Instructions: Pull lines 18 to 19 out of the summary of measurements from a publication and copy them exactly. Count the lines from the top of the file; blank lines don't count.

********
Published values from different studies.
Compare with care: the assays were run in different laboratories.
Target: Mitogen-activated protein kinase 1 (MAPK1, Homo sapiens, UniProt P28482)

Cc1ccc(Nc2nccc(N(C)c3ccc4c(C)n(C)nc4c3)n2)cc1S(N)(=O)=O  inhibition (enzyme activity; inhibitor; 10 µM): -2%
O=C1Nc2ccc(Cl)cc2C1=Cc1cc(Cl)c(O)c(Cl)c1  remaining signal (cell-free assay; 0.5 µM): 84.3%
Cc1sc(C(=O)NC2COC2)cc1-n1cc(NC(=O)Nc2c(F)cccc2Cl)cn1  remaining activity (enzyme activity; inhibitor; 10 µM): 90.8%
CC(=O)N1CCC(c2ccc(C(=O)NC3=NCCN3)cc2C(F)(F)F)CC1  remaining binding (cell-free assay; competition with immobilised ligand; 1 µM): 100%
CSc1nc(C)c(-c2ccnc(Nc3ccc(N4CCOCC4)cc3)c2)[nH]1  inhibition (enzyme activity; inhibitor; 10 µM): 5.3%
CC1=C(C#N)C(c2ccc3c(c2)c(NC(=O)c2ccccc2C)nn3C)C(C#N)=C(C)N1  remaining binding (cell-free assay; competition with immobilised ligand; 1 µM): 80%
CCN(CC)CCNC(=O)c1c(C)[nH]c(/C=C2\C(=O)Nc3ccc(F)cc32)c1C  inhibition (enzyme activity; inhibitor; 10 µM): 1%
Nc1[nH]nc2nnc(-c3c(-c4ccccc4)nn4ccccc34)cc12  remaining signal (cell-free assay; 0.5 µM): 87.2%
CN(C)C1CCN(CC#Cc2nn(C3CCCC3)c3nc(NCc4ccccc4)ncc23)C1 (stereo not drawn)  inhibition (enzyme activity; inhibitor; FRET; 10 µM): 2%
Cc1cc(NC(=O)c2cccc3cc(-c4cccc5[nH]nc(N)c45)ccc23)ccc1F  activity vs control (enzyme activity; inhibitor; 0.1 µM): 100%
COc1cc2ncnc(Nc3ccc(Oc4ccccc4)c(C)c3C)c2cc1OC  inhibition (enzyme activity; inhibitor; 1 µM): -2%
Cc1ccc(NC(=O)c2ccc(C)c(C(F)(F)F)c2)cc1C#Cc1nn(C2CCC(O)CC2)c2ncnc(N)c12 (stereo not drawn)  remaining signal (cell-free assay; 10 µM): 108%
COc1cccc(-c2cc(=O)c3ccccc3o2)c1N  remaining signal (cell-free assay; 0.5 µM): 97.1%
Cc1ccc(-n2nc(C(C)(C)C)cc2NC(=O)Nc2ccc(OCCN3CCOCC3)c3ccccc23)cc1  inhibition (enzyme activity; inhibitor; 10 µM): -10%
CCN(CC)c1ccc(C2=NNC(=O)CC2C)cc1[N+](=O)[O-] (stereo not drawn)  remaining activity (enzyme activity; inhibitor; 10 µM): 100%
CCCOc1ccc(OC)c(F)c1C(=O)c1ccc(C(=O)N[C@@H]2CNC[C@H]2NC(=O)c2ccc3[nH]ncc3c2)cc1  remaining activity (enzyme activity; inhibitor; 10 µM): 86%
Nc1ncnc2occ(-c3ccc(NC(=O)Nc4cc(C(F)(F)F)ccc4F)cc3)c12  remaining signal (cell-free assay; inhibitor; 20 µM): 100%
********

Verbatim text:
CCN(CC)c1ccc(C2=NNC(=O)CC2C)cc1[N+](=O)[O-] (stereo not drawn)  remaining activity (enzyme activity; inhibitor; 10 µM): 100%
CCCOc1ccc(OC)c(F)c1C(=O)c1ccc(C(=O)N[C@@H]2CNC[C@H]2NC(=O)c2ccc3[nH]ncc3c2)cc1  remaining activity (enzyme activity; inhibitor; 10 µM): 86%